Perhaps you’ve already taken steps to ensure your finances are green by switching to a community development bank, but check your wallet—do you own a socially responsible credit card?
Is your bank funding the fossil fuel industry? How can you best protect your credit score? Is there a credit card better matched to your values and needs out there? These are all questions to consider when developing your credit card literacy, and Green America is here to help.
Bankrolling the Climate Crisis
The world’s 60 largest banks have financed fossil fuels with USD $4.6 trillion since the 2015 Paris Agreement. That means your credit cards might have ties to financial institutions that are actively fueling the fire of climate injustice. Vote with your dollars by learning about the real-world impact of your credit card company, and consider a socially and environmentally responsible credit card instead. Credit cards are a high-profit product for banks, so when a lot of people switch from a mega-bank, it hurts their bottom lines.
- Amalgamated Bank offers several credit cards and is powered by 100% renewable energy with a fossil fuel-free policy, while also supporting immigrants, affordable housing, and worker rights.
- Green America Visa from TCM Bank means your transactions support our work to advance clean energy and regenerative agriculture and promote fair labor practices and green business.
Protect Yourself with Credit Card Literacy
According to the Consumer Financial Protection Bureau’s (CFPB) 2021 Card Report, fewer than half of all credit card agreements are simply written enough to be clearly understood by a high school graduate, creating ripe opportunities for abuse of their customers. But Consumer Action, a financial nonprofit fighting for strong consumer rights, puts it best: “When you know the rules you hold all the cards.”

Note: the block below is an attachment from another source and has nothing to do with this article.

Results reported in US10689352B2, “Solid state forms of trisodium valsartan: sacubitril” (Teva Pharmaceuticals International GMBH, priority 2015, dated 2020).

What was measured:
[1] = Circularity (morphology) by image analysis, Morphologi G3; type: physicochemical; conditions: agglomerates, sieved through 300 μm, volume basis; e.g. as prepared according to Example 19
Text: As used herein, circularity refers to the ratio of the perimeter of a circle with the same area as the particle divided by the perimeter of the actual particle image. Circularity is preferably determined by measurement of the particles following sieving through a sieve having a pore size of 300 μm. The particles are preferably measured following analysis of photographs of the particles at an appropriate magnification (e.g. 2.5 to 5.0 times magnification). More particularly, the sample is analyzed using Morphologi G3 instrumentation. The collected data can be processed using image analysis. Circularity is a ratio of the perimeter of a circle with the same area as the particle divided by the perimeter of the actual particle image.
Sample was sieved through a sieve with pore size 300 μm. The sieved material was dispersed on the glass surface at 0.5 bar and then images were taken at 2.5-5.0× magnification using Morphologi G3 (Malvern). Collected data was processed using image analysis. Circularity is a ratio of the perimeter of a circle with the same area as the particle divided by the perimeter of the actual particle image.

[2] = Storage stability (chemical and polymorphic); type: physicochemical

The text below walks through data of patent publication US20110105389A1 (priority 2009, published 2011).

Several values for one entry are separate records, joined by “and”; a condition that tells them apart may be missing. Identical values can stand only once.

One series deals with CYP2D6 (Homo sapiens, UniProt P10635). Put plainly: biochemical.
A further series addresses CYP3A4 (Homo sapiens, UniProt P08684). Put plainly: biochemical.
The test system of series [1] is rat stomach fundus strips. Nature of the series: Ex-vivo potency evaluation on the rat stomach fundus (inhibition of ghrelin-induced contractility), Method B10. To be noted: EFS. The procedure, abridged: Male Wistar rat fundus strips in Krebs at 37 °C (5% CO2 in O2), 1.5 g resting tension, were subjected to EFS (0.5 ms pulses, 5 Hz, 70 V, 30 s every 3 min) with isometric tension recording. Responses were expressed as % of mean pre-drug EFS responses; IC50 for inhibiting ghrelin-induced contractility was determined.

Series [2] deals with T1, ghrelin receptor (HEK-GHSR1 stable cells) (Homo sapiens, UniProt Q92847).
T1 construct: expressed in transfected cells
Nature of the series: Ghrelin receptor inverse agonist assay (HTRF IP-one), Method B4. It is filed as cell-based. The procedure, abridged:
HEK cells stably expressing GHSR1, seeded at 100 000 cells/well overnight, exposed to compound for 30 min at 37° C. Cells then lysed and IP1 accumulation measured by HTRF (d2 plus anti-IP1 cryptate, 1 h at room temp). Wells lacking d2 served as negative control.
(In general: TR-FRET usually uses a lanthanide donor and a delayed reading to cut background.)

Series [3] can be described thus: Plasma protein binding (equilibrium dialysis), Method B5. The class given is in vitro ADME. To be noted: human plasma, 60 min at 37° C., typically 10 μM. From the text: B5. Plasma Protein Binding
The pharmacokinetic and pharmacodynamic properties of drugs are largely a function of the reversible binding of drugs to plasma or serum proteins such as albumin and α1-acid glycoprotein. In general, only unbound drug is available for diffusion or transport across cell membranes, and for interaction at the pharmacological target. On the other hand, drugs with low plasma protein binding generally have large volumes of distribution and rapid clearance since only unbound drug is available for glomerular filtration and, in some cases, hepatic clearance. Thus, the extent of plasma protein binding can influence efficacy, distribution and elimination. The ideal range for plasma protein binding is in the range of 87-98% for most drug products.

With that goal in mind, here’s a guide to the basic concepts to know when evaluating a credit card:
“Credit cards are often marketed to consumers on rewards offers and other promotions that can obscure the real cost of the card in interest and fees,” says Wei Zhang, credit cards program manager at the CFPB.
From late payment to foreign transaction fees, it’s critical to evaluate your habits as a consumer. If you tend to carry a balance, for example, transfer to a lower rate card with a 0% balance transfer fee. Also, beware of cash advance and over-the-limit fees—they get pricey when invoked.
If you pay your credit card balance in full and on time each month, interest rates won’t apply to you because they are the interest added to the amount held in your account—and the main way credit card issuers make money. Before the Credit CARD (Credit Card Accountability, Responsibility, and Disclosure) Act passed in 2009, issuers could raise a cardholder’s interest rate if their bills were paid even hours late. Now your payment is considered on time if it arrives before 5pm on the due date, and card issuers maintain your annual percentage rate (APR) for the first year, provided it is not a “teaser rate” and you did not pay your balance more than 60 days late.
Keep your credit lines open, even when rarely used.
“A third of your credit score is based on how much available credit you have and how much of it you use,” says Ruth Susswein, Consumer Action’s deputy director of consumer protection. “The longer you have a card open and the less of the credit line you use, the more attractive you are to other lenders.”
Avoid simultaneously applying for multiple cards, as requesting too much credit at once may appear desperate. And to avoid damaging your credit score, make sure to stop using your card and pay off your balance in full before canceling.
The CFPB's public complaint database is a great resource when evaluating a current or future bank or credit card company.
Search your bank or issuer to see what complaints consumers have shared and reported, though keep in mind that the CFPB only has authority over banks and credit unions with assets over $10 billion.
Being a credit card user can be daunting, but with the tools and resources to hold your bank—big or small—accountable, you have the ability realign your money with your values. To learn more about credit card use and abuse, consider these resources: CFPB, Consumer Action, Financial Health Network, and the Banking on Climate Chaos Report.
J.P Morgan Chase, Citi, Wells Fargo, and Bank of America have accounted for a quarter of all fossil fuel financing over the last six years, according to the 2022 Banking on Climate Chaos report. But their abuse doesn’t end there. Just as we encourage you to submit your complaints to the CFPB complaint database to keep credit lenders in line, see how the Big 5 Mega-Banks failed in their treatment of both people and planet in the last year.